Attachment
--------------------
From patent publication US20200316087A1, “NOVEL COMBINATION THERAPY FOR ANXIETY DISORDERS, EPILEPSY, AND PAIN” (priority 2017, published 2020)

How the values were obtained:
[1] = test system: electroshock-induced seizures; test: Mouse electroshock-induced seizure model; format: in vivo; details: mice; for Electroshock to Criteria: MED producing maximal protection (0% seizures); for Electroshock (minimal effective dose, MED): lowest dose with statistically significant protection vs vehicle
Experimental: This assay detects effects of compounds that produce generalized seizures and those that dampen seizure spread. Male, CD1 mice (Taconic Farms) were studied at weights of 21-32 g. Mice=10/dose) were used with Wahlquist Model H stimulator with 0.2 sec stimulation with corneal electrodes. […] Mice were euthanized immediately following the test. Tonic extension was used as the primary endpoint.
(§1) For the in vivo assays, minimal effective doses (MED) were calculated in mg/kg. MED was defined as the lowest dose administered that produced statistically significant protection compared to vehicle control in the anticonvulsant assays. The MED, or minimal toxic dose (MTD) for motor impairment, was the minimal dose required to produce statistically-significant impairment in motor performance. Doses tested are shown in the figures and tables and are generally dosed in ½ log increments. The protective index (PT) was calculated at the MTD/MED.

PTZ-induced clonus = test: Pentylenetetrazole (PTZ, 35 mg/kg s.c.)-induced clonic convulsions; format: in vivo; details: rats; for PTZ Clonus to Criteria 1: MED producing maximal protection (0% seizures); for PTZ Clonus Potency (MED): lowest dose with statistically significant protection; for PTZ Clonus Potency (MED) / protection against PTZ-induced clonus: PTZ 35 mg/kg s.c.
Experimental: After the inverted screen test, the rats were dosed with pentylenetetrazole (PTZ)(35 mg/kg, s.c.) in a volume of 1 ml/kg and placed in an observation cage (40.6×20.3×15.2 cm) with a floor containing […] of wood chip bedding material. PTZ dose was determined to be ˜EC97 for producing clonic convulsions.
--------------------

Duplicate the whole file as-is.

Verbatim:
From patent publication US20200316087A1, “NOVEL COMBINATION THERAPY FOR ANXIETY DISORDERS, EPILEPSY, AND PAIN” (priority 2017, published 2020)

How the values were obtained:
[1] = test system: electroshock-induced seizures; test: Mouse electroshock-induced seizure model; format: in vivo; details: mice; for Electroshock to Criteria: MED producing maximal protection (0% seizures); for Electroshock (minimal effective dose, MED): lowest dose with statistically significant protection vs vehicle
Experimental: This assay detects effects of compounds that produce generalized seizures and those that dampen seizure spread. Male, CD1 mice (Taconic Farms) were studied at weights of 21-32 g. Mice=10/dose) were used with Wahlquist Model H stimulator with 0.2 sec stimulation with corneal electrodes. […] Mice were euthanized immediately following the test. Tonic extension was used as the primary endpoint.
(§1) For the in vivo assays, minimal effective doses (MED) were calculated in mg/kg. MED was defined as the lowest dose administered that produced statistically significant protection compared to vehicle control in the anticonvulsant assays. The MED, or minimal toxic dose (MTD) for motor impairment, was the minimal dose required to produce statistically-significant impairment in motor performance. Doses tested are shown in the figures and tables and are generally dosed in ½ log increments. The protective index (PT) was calculated at the MTD/MED.

PTZ-induced clonus = test: Pentylenetetrazole (PTZ, 35 mg/kg s.c.)-induced clonic convulsions; format: in vivo; details: rats; for PTZ Clonus to Criteria 1: MED producing maximal protection (0% seizures); for PTZ Clonus Potency (MED): lowest dose with statistically significant protection; for PTZ Clonus Potency (MED) / protection against PTZ-induced clonus: PTZ 35 mg/kg s.c.
Experimental: After the inverted screen test, the rats were dosed with pentylenetetrazole (PTZ)(35 mg/kg, s.c.) in a volume of 1 ml/kg and placed in an observation cage (40.6×20.3×15.2 cm) with a floor containing […] of wood chip bedding material. PTZ dose was determined to be ˜EC97 for producing clonic convulsions.